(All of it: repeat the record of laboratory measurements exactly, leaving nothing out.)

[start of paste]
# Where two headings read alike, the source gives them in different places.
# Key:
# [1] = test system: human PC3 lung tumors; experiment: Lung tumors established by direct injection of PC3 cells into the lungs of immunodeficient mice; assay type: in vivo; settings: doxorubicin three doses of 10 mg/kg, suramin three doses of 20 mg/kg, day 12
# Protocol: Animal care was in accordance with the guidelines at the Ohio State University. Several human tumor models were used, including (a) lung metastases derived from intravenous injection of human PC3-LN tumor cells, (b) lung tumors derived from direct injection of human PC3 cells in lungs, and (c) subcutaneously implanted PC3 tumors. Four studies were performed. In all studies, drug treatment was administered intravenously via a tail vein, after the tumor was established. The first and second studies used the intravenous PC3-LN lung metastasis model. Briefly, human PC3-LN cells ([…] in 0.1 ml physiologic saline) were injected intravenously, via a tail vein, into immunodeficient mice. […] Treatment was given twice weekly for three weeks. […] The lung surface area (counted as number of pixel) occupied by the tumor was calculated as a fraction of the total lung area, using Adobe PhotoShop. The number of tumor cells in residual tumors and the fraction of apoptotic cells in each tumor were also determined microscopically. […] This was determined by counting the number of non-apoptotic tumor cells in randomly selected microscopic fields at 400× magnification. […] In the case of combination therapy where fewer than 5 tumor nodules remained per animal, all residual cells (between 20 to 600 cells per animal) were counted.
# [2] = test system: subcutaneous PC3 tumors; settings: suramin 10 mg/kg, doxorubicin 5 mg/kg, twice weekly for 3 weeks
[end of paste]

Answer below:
# Where two headings read alike, the source gives them in different places.
# Key:
# [1] = test system: human PC3 lung tumors; experiment: Lung tumors established by direct injection of PC3 cells into the lungs of immunodeficient mice; assay type: in vivo; settings: doxorubicin three doses of 10 mg/kg, suramin three doses of 20 mg/kg, day 12
# Protocol: Animal care was in accordance with the guidelines at the Ohio State University. Several human tumor models were used, including (a) lung metastases derived from intravenous injection of human PC3-LN tumor cells, (b) lung tumors derived from direct injection of human PC3 cells in lungs, and (c) subcutaneously implanted PC3 tumors. Four studies were performed. In all studies, drug treatment was administered intravenously via a tail vein, after the tumor was established. The first and second studies used the intravenous PC3-LN lung metastasis model. Briefly, human PC3-LN cells ([…] in 0.1 ml physiologic saline) were injected intravenously, via a tail vein, into immunodeficient mice. […] Treatment was given twice weekly for three weeks. […] The lung surface area (counted as number of pixel) occupied by the tumor was calculated as a fraction of the total lung area, using Adobe PhotoShop. The number of tumor cells in residual tumors and the fraction of apoptotic cells in each tumor were also determined microscopically. […] This was determined by counting the number of non-apoptotic tumor cells in randomly selected microscopic fields at 400× magnification. […] In the case of combination therapy where fewer than 5 tumor nodules remained per animal, all residual cells (between 20 to 600 cells per animal) were counted.
# [2] = test system: subcutaneous PC3 tumors; settings: suramin 10 mg/kg, doxorubicin 5 mg/kg, twice weekly for 3 weeks